|1 Corinthians 12:13||Spirit||Baptized||Body|
|Ephesians 5:26||Word||Washing/Water||Cleansed Church|
|Titus 3:5||Renewal of Spirit||Washing of Regeneration||Saved by Mercy|
Notice that submission to the divine plan of salvation does not mean that humans save themselves by effecting their own salvation. Their obedience does not earn or merit their forgiveness. Rather, the terms or conditions of salvation are stipulated by God—not by humans—and are a manifestation of His mercy! When people submit to the terms of entrance into the kingdom of Christ, they are saved by the blood of Jesus and the grace of God—not their own effort! Water immersion is not to be viewed as a “work of righteousness which we have done” (Titus 3:5). When we submit to baptism, we are being saved by “the kindness and love of God our Savior” (Titus 3:4). We are being saved “according to His mercy” (Titus 3:5).
Jackson, Wayne (1988), “The New Birth: What is It?,” Christian Courier, 24:14, August.
Jesus Christ—The Same Yesterday, Today, and Forever
|by||Eric Lyons, M.Min.|
The inspired penman of Hebrews reminds us repeatedly throughout his epistle of the preeminence of Christ. The Lord Jesus is greater than angels; He is superior to Moses; He is higher than the Jewish high priesthood. His sacrifice is better; His everlasting covenant is better; His ministry is better. The eternal Savior (not expired Judaism) reigns supreme.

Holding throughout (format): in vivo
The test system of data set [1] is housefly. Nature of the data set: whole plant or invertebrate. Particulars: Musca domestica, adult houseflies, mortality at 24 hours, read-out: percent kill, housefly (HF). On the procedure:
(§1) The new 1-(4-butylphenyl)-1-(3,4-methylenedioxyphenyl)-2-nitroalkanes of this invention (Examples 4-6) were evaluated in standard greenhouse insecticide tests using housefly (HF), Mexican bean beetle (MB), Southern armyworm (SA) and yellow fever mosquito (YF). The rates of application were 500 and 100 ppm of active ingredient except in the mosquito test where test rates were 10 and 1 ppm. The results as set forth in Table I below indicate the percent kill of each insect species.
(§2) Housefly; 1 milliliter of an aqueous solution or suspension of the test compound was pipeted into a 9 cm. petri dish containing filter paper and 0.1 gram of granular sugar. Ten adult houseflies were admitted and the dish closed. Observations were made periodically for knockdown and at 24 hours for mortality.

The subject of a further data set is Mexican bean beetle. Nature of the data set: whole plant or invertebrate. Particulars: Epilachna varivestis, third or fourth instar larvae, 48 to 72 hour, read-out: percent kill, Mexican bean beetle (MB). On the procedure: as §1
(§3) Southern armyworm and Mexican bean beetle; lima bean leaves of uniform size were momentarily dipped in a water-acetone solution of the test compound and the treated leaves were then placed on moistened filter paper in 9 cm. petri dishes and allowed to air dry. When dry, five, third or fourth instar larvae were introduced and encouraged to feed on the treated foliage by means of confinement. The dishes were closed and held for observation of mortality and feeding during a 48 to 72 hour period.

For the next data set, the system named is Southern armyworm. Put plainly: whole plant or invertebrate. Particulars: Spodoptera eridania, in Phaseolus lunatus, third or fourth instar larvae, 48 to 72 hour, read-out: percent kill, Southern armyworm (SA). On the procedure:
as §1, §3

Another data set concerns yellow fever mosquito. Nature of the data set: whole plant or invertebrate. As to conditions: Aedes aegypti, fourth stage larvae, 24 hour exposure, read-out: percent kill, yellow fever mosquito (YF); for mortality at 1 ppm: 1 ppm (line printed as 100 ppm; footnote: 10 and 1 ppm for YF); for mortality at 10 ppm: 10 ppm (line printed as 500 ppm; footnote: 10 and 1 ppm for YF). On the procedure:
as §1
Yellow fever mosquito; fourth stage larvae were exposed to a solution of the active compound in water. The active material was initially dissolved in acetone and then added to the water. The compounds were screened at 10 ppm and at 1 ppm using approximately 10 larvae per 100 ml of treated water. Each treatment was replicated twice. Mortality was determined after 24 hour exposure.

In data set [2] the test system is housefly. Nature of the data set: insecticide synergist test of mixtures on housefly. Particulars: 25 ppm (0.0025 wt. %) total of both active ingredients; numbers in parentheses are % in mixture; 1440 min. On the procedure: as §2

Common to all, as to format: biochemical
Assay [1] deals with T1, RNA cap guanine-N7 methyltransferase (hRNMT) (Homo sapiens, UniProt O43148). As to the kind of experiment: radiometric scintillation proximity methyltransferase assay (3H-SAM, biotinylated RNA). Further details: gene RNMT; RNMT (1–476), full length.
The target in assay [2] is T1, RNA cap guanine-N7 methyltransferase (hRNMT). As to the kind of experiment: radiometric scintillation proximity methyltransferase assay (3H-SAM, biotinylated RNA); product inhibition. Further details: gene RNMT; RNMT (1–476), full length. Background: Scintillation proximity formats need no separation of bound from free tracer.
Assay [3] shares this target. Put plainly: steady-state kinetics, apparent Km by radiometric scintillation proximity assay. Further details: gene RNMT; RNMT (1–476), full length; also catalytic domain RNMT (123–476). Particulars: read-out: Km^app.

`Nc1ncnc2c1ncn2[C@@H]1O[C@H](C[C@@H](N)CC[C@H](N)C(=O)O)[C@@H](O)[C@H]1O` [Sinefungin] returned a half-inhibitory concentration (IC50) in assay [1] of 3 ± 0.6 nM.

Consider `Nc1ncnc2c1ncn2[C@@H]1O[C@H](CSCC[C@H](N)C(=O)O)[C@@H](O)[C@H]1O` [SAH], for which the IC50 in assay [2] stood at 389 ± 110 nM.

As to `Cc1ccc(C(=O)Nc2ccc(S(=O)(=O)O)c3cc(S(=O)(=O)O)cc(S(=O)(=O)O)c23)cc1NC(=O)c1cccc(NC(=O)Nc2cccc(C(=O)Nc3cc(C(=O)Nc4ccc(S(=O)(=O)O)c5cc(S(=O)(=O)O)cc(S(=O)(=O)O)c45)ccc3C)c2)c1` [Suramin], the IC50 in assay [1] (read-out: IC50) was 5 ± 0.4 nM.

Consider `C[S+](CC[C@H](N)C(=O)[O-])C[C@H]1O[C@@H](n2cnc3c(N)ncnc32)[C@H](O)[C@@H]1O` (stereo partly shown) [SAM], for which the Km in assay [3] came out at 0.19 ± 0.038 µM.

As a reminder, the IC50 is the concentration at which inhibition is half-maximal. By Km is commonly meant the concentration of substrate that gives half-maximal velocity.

Jesus is preeminent for countless reasons. He is Divine and thus worthy of worship (Hebrews 1:5-9). He is the creator and sustainer of the Universe (1:2-3). His reign is “forever and ever” (1:12,8). He is without blemish (4:15; 9:14). He defeated death (13:20). He alone is the “author of eternal salvation” (5:9).
Jesus’ excellency is further established in Hebrews by appealing to the Lord’s amazing immutability. Near the end of the epistle, after an exhortation to remember one’s spiritual leaders (13:7), and prior to giving a warning against “strange doctrines” (13:9), the Hebrews writer reminds his readers of the precious, faith-building truth that “Jesus Christ is the same yesterday, today, and forever” (13:8).